Let's start with permissionless apps, and might extend it to apps without admin permissions that use https in their callback.

Security is always a trade-off. Usability, security, attention, habituation, all those things. The issue is that even with asking the user for permission every time you can introduce security issues. Maybe it makes you feel better because it becomes user's responsibility, but it is also a problem of you designing such a system.

Maybe the lesson we can learn from GitHub and Facebook is not that they have been compromised, but that being compromised is inevitable. So question is how to make it at least worthwhile? By maybe making the system user friendly and helpful.

would be vulnerable to a local network attacker silently stealing a validation code from a victim who is logged in and happened to have authorized the app previously.

I hope you never run OAuth over insecure connection? You allow that? I think just force HTTPS on OAuth and your simple scheme fails apart, no?

You can also include headers requesting no MIME type sniffing so that things like img tags fail apart as well. Add CSP and no frame embedding headers on top.

But yes, I agree, we should require HTTPS. I think this is good. HTTPS certificates are free this days.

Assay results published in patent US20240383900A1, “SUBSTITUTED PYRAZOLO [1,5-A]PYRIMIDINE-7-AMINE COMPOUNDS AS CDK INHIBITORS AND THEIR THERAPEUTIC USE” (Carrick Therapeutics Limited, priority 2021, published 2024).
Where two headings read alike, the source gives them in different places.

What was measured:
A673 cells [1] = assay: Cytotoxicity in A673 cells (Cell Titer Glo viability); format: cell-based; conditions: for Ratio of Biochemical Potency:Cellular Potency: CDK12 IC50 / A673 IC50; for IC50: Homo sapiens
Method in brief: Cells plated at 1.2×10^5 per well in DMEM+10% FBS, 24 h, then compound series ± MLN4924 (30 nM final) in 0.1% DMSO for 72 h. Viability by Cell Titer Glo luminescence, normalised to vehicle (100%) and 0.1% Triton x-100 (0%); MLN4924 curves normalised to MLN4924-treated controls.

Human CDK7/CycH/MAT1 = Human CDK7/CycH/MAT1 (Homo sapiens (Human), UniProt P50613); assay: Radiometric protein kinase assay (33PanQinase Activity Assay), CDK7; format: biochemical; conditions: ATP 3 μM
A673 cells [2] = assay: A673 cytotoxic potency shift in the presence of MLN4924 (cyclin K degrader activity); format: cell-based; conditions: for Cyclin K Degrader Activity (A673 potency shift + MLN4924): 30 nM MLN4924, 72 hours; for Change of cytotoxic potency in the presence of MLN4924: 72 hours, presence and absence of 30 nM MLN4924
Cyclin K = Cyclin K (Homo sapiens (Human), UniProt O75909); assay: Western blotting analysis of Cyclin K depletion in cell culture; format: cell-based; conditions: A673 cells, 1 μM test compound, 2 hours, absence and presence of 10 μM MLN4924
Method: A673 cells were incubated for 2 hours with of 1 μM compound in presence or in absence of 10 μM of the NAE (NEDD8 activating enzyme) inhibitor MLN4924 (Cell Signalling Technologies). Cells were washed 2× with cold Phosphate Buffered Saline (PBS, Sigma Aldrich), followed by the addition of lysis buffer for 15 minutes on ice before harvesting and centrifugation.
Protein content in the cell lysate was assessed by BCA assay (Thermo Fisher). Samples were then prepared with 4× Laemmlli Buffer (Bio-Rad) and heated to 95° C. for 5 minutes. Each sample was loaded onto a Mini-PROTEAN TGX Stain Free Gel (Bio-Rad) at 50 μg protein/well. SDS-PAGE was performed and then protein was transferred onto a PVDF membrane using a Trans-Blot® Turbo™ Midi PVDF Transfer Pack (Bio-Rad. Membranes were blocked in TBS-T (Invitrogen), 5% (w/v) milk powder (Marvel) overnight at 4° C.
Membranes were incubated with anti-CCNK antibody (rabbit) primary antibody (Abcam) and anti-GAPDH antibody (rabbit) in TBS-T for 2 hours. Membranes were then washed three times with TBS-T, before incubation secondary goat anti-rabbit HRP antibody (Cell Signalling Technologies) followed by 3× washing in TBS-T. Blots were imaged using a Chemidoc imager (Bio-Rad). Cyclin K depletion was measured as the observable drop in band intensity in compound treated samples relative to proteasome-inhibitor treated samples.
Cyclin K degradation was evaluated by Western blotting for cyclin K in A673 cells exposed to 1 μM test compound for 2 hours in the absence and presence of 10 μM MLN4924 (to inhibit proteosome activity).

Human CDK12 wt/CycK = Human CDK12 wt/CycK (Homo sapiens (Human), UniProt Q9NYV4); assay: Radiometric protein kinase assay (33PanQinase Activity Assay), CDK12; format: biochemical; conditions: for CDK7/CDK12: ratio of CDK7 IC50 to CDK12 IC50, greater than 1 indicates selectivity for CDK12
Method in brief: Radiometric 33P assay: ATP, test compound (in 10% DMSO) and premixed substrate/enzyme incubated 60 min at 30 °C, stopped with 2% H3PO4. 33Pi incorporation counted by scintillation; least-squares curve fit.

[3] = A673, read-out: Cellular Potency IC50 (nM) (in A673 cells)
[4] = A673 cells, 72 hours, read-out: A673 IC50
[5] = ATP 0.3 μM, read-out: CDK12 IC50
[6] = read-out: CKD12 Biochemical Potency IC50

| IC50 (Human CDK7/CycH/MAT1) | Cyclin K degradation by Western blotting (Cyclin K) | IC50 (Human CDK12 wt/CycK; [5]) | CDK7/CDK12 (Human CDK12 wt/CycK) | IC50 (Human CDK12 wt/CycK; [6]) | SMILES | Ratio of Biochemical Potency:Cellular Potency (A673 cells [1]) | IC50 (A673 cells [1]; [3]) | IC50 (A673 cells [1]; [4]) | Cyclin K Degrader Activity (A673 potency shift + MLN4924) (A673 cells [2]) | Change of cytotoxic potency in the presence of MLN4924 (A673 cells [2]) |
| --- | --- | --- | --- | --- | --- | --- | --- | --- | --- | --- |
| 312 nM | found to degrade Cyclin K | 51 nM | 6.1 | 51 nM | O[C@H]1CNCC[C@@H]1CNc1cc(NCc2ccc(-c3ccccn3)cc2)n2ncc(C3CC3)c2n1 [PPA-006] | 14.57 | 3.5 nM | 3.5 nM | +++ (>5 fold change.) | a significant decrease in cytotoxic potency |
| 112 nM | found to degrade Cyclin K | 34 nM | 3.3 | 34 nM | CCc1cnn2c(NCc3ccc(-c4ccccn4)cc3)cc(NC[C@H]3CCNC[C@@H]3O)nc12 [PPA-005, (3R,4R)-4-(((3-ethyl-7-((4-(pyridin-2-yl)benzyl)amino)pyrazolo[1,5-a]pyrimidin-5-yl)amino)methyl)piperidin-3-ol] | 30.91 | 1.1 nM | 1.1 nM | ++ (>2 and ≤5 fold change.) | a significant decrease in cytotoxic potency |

But I agree. Non-HTTPS ones should be permissionless. Maybe you should update the ticket then accordingly. Provide only permissionsless apps access over OAuth, and require HTTPS for others. This is much more different reading of the ticket than only supporting permissionsless apps no matter what.

Change 189050 merged by jenkins-bot:
Allow for "authentication-only" consumers

https://gerrit.wikimedia.org/r/189050

Anomie closed this task as Resolved.May 12 2015, 8:47 PM

Marking this resolved since the specific request here is now done. Other issues should have their own tasks.

This should go out to WMF wikis with 1.26wmf6, see https://www.mediawiki.org/wiki/MediaWiki_1.26/Roadmap for the schedule.

Ricordisamoa removed subscribers: gerritbot, Unknown Object (MLST).

Is there a way to at least get the account name the user was authenticated with?
With even a simple userinfo query, flask-mwoauth gets knocked out.

@Ricordisamoa, apps that use the auth-only option should call Special:OAuth/identify, so that they get a cryptographically signed version of the user's name (and userid, blocked status, etc). More secure (integrity is cryptographically assured), and doesn't need any rights on the wiki.

@Ricordisamoa, apps that use the auth-only option should call Special:OAuth/identify, so that they get a cryptographically signed version of the user's name (and userid, blocked status, etc). More secure (integrity is cryptographically assured), and doesn't need any rights on the wiki.

@valhallasw How to do it in flask-mwoauth?

@Ricordisamoa, apps that use the auth-only option should call Special:OAuth/identify, so that they get a cryptographically signed version of the user's name (and userid, blocked status, etc). More secure (integrity is cryptographically assured), and doesn't need any rights on the wiki.

@valhallasw How to do it in flask-mwoauth?

ping :)

This is currently not supported in flask-mwoauth.